Chicago Theater Review: NOT ABOUT NIGHTINGALES (Raven Theatre)

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by Lawrence Bommer on April 26, 2017

in Theater-Chicago


It’s not the “odor of mendacity” that wafts through this Tennessee Williams play—it’s more like the whiff of tear gas. The “kindness of strangers” that seldom surfaces in A Streetcar Named Desire is totally absent in its cruel cage. Not About Nightingales is just what the title implies: a sensation-seeking exercise in ashcan naturalism with melodramatic overtones. The first full-length play by the playwright of broken souls, this blast from the past was penned in 1938 when Williams was 27. It still burns with the ardor and indignation of angry youth. (Rejected by the Group Theatre, it was not performed for 60 years until Vanessa Redgrave rediscovered it.)

This prison play is worth its provocation. Not About Nightingales (the title renounces any Keatsian fantasy) depicts a real-life hunger strike endured by malnourished prisoners at a Pennsylvania penetentiary. (Perhaps with Hollywood in mind, Williams moved the tragedy to “The Rock” of Alcatraz.) Their punishment was to be thrown into “Klondike,” the warden’s sweatbox (a sweatbox that anticipates the gas chambers to come). Of the 25 convicts locked up in the middle of a heat wave, five are roasted to death in the 150-degree steam.

The young Williams transformed their tragedy into a two-and-a-half-hour protest play, in the spirit of the taxi strike in Clifford Odets’ Waiting for Lefty, the proletarian boiler room of Eugene O’Neill’s The Hairy Ape, and 1930s’ gangster flicks, while anticipating the 1940s’ hard-boiled “film noir.” Punch drunk with tough-guy slang and gutter poetry, this unashamed potboiler sprawls and seethes with justifiable overkill. But, raw as his “fascinating horror” seems, the future Williams appears in rhapsodies to people trapped in their own cages, souls who need to break the walls that keep them prisoners.

It was a coup for TimeLine Theatre Company to acquire the rights to this London, Houston and Broadway triumph in 2000; now it’s the same for Raven Theatre to reprise it in Michael Menendian’s urgent revival, an impressive staging in its own right. Consummately cast, inspired to a froth, and only sporadically failing to combust, the 13-person ensemble delivers visceral, performances that are both dead-on and recall the period.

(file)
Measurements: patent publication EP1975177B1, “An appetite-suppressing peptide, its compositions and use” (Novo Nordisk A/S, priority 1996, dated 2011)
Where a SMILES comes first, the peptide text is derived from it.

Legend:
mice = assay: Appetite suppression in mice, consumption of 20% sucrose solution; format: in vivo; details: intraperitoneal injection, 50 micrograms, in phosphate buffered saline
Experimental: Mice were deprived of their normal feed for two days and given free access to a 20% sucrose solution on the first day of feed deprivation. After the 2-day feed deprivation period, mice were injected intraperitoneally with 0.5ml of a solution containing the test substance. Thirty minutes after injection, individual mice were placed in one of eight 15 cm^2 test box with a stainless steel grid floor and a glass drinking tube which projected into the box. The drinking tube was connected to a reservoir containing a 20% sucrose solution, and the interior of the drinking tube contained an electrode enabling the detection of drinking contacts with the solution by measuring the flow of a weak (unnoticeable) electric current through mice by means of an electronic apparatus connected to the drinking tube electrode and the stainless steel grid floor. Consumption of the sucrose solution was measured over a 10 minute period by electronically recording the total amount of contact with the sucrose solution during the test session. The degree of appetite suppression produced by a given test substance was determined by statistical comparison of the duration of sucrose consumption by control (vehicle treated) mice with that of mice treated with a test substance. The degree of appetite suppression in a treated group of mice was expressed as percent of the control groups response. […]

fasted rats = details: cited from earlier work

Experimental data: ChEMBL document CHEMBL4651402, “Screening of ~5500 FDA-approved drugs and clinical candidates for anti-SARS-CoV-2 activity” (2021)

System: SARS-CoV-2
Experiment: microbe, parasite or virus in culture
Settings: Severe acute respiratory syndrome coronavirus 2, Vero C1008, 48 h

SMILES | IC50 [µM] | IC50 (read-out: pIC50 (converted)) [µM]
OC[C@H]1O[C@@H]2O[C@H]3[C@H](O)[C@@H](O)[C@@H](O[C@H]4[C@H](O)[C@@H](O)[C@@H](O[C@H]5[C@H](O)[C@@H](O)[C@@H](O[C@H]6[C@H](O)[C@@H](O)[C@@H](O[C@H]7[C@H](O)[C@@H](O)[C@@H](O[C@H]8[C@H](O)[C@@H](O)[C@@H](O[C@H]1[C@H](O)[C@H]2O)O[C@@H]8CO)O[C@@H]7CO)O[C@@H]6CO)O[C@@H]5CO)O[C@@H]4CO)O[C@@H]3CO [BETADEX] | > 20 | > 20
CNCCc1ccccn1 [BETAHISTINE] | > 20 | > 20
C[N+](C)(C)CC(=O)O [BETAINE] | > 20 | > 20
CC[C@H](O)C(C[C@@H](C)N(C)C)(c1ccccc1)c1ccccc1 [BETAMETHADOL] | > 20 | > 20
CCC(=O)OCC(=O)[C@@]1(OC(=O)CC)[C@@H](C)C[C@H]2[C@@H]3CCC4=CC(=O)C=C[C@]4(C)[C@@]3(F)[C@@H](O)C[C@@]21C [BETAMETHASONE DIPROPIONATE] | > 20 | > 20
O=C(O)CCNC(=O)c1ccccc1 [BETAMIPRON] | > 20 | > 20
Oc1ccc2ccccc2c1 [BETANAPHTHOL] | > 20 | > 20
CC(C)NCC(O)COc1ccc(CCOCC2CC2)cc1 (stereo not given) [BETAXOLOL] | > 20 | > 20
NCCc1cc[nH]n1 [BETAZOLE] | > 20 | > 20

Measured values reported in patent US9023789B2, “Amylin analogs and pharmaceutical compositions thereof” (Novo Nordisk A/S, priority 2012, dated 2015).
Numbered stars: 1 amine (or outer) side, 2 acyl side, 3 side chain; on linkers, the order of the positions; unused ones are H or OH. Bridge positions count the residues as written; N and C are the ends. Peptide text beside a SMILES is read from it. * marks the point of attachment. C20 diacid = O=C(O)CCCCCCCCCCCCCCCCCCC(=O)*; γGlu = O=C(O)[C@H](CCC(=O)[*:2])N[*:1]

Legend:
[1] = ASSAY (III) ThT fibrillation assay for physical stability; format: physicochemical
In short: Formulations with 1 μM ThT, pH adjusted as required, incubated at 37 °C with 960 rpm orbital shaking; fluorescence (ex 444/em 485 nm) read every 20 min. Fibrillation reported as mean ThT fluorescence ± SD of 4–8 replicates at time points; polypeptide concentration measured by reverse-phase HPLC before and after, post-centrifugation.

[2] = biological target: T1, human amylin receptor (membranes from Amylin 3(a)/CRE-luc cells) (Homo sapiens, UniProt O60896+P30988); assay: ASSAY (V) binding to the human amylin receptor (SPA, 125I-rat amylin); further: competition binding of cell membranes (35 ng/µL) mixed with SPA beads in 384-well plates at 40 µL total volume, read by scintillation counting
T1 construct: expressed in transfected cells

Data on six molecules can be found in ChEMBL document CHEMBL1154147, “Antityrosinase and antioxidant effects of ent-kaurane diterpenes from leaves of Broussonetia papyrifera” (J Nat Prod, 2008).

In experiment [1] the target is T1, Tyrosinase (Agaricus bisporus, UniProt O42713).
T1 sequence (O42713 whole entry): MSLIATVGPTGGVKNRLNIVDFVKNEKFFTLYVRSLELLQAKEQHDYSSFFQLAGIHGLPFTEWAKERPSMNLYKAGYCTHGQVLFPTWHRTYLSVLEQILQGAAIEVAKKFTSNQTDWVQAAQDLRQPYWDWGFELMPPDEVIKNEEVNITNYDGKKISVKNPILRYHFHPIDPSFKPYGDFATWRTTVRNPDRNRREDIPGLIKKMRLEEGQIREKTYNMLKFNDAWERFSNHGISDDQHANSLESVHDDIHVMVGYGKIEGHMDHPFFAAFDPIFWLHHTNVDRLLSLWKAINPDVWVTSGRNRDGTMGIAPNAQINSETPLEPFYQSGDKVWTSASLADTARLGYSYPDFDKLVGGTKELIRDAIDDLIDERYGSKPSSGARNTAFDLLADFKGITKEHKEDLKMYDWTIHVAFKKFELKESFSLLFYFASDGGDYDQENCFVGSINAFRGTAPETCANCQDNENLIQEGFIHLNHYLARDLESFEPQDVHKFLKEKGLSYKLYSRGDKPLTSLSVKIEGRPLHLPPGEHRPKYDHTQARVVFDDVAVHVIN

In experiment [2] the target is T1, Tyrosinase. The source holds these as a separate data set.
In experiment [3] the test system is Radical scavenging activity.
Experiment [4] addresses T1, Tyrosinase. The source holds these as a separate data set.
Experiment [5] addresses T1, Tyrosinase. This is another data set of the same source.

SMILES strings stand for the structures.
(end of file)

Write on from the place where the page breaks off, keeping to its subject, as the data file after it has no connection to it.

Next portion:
Brandon Greenhouse—perhaps the first African-American to take this part and make it even riskier, considering the time and place—is strong as Jim Allison, a trusty who risks his hopes for freedom to fight for prisoners who fear him as a spy. He longs for “intellectual emancipation” but in this hellhole it’s punishment, not rehabilitation or even deterrence, that rules the “reformatory.” As his lover and the warden’s disillusioned secretary Eva Crain, Sophia Menendian efficiently recreates the innocence that reinvents indignation, though not the all-defiant passion that makes her run such risks. A literally whip-cracking Chuck Spencer is rightly despicable as the warden (a grafter, sexual harasser, and torturer) but occasionally hints at Williams’ sympathy for this tool brutalized by the prison he runs.

Other persuasive performances: Josh Volkers, hard as nails as a con who doesn’t “con” but leads them to their doom, Luke Daigle as the delicate homosexual who worries about his nails, Kevin Patterson as a pandering preacher, and JoAnn Montemurro as a distraught mother. Ray Toler’s penal set, Diane D. Fairchild’s harsh lighting and Heath Hays’ pulverizing sound design combine in the final horrific immolation. Blanche DuBois and Laura Wingfield are nowhere to be seen, but there’s no doubting the genius of this ever-young playwright.

photos by Dean La Prairie

Not About Nightingales
Raven Theatre Company
6157 N. Clark St. (at Granville)
Thurs-Sat at 7:30; Sun at 3
ends on April 29, 2017
for tickets, call 773.338.2177 or visit Raven Theatre

for more shows, visit Theatre in Chicago

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